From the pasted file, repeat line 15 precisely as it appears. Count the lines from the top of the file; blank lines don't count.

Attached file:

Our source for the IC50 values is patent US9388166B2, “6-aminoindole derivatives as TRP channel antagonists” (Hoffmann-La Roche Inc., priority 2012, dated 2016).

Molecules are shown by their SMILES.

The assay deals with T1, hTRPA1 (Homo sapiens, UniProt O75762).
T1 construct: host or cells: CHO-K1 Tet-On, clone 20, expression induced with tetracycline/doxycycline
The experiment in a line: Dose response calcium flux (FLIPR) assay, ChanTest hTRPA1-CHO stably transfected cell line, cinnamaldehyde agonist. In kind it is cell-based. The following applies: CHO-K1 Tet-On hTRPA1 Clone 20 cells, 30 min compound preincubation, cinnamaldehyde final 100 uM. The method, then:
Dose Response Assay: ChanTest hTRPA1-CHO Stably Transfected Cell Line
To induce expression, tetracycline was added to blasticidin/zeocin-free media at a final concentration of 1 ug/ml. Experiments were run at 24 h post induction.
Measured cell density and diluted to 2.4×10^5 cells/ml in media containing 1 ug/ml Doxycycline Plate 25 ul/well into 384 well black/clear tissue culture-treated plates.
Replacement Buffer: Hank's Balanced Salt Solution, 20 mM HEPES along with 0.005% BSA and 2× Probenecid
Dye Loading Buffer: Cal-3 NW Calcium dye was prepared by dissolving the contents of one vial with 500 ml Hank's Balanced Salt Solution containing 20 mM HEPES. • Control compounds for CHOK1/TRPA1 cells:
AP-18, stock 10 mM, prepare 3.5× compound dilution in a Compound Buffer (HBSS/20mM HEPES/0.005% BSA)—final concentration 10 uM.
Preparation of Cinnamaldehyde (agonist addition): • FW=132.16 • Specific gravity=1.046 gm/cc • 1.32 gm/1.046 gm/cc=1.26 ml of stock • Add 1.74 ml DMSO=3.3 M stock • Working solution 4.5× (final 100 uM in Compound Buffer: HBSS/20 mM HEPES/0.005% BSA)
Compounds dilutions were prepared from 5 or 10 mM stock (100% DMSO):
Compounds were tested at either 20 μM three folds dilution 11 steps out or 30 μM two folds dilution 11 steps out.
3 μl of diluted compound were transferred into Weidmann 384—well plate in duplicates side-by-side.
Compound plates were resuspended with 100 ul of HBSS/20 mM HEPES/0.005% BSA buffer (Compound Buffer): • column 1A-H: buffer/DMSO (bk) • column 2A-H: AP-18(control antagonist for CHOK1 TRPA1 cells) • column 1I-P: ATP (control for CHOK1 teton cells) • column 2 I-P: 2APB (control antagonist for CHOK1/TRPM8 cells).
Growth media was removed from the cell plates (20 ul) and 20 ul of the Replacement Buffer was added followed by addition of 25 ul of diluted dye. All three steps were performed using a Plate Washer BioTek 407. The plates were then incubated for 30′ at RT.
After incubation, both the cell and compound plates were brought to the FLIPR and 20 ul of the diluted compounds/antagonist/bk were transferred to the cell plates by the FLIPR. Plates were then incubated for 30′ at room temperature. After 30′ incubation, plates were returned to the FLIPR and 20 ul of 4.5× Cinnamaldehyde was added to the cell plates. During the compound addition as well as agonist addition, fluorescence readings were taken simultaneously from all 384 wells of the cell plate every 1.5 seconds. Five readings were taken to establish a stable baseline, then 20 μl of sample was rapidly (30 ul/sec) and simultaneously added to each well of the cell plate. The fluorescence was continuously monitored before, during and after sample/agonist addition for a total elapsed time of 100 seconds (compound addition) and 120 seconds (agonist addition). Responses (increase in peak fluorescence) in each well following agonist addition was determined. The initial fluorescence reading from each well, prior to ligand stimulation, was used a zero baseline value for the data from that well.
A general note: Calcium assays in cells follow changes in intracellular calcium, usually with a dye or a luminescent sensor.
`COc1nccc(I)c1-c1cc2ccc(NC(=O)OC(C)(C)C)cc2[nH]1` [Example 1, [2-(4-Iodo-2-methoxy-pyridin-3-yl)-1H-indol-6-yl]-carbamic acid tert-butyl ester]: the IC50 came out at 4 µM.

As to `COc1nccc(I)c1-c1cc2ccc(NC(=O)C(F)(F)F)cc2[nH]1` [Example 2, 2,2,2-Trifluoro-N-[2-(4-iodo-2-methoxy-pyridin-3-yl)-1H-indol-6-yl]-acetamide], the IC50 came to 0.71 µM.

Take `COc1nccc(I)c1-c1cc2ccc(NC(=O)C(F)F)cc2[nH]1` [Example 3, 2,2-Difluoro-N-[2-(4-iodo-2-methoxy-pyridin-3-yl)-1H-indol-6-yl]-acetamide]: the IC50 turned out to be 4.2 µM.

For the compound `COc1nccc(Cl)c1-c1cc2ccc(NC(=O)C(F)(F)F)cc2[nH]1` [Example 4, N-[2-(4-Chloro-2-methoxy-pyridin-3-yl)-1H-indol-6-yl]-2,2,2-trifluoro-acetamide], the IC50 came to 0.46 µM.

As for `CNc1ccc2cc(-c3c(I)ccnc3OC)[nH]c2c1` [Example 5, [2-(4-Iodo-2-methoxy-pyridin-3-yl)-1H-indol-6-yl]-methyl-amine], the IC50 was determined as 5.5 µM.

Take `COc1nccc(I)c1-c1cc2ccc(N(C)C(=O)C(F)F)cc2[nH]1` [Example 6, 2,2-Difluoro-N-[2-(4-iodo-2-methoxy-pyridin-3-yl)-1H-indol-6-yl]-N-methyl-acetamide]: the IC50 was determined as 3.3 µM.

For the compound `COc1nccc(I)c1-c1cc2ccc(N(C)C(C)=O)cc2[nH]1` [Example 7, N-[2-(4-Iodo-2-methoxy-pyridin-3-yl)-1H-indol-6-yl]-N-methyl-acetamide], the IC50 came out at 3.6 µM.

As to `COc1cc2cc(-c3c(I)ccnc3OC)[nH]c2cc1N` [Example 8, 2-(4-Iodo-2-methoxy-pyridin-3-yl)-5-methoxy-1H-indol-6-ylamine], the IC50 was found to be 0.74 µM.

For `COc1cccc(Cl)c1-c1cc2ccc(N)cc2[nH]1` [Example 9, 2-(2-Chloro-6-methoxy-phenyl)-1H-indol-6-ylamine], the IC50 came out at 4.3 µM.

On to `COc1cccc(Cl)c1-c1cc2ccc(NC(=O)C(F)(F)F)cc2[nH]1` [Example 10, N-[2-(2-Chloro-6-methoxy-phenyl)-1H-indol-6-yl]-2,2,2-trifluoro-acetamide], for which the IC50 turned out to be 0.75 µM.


3 μl of diluted compound were transferred into Weidmann 384—well plate in duplicates side-by-side.